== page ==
Three-time U.S. Women's Open champion Annika Sorenstam is serving this week as the honorary chair of the 2011 U.S. Women's Open Championship at The Broadmoor in Colorado Springs, Colo. Sorenstam won her first tournament as a pro at the 1995 U.S. Women's Open, also held at the Broadmoor, and then went on to win two more Opens.
Sorenstam stepped away from competition to start a family and launch numerous new businesses, including the ANNIKA Academy in Orlando, Fla. LPGA senior writer Lisa Mickey caught up with Sorenstam before the start of this week's championship. Here's what the Hall of Famer had to say:
LPGA: How did it impact your career to make your first win the U.S. Women's Open Championship?
SORENSTAM: It certainly changed my career. All of a sudden, I was on the radar and people wanted to know "Who is this young lady from Sweden?" I was put in the limelight and it certainly kick-started my career. Also, it gave me a lot of confidence just to know that I could compete against the best players in the world and that I was on the right track. It was an important win.
LPGA: What memory stands out in your mind about that championship Sunday at The Broadmoor back in 1995?
SORENSTAM: I remember the last few holes and sitting in the clubhouse and in the TV tower waiting. The camera was on me. And then I remember flying back on Southwest Airlines. All of a sudden, I went from being somebody that nobody knew to being, "Here she is!" And then I got home and had all of these messages on the answering machine and all of a sudden I had to play in these events. Everything changed. That, I remember.
LPGA: What was your most difficult Open to win and to lose?
SORENSTAM: The one that I won in Newport [Rhode Island] in 2006 was the toughest - not just because we went to extra holes or one more day. I won the Open in '95 and '96 and I felt like, "Hey, I can win every U.S. Open," but I never did. I had a chance to win at Pumpkin Ridge [Golf Club] in 2003, and I pretty much threw that one away. I've been very, very close many times, but that was a hard one because I was battling a neck injury. Toward the end of your career, you start thinking, "Is this ever going to happen again?" And then I won another Open 10 years from the previous one [in 2006]. It just came together beautifully.
LPGA: The LPGA's four majors are so different. How would you characterize the U.S. Women's Open?
SORENSTAM: Well, the Open has been around for 66 years, so there's a history there. It's really one of the hardest championships because the golf course is always tricky. This week, we're talking about a par-71 golf course that's being played at over 7,000 yards. Who would have ever thought we would play a course that long? I think women's golf has come a long way. The Open is just a really grueling test - a true test.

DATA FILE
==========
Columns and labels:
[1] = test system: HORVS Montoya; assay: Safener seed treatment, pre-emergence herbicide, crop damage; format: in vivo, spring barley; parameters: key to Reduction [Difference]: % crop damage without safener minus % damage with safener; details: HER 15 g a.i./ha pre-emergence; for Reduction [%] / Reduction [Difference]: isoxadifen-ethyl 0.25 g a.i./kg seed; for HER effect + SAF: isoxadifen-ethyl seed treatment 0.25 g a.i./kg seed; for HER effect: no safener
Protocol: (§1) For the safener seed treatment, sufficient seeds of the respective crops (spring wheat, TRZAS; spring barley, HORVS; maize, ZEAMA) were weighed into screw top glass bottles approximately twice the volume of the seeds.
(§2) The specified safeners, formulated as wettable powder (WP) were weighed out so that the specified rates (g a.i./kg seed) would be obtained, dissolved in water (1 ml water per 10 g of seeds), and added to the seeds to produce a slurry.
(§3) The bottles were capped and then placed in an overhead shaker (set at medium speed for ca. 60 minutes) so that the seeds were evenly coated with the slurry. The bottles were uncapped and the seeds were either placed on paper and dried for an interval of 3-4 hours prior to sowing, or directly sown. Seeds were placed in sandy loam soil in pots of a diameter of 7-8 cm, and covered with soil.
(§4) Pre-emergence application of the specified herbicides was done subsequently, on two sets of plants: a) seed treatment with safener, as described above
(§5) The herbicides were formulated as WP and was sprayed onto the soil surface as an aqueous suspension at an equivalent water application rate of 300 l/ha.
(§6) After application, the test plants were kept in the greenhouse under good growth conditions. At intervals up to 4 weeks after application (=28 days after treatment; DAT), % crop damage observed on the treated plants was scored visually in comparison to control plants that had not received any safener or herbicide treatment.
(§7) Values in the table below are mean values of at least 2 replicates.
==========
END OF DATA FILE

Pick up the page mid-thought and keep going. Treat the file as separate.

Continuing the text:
LPGA: A lot of great players never win the Open. What does it take to win one of these championships?
SORENSTAM: It's a mixture of things. There's certainly a little luck. Patience is important more than anything and not thinking too far ahead. You have to play well and hit it decently off the tee. Accuracy is important along with a good short game. Really, you just have to be good all around. All the pieces have to come together that week. You can't just drive it well and think you can win an Open, and you can't just putt well because you've got the rough and the firm greens to deal with. I also think you have to know your clubs and know exactly how far you hit each club because you can't always be flying the ball at the pins. And we go to different courses every year at the Open. At the Kraft Nabisco Championship, you can get to know that course. The LPGA Championship also stays at one course, but for the Open, the courses change and are different each year.
LPGA: You're no longer playing on tour, but you just signed a new sponsorship agreement this week. What is your latest endorsement?
SORENSTAM: It's ADP and they've been in business for 60 years. They are the best in human resources, tax and compliance services, payroll and benefit administration. If you would have asked me 10 years ago, I wouldn't have known anything about this, but we're a small business and we're growing, and we value the efficiency ADP can bring to us as business owners. They also help empower women in the business world and minorities in the workplace. You don't always see that nowadays. As a business owner, those are some of the things we look for.
LPGA: These are things you certainly weren't thinking about 16 years ago.
SORENSTAM: Exactly! This is not about club loft and lies, but this is something we value today. Obviously, I'm pleased that ADP sees the value I can bring to them with customer entertainment. People still love golf, and that's where I come in.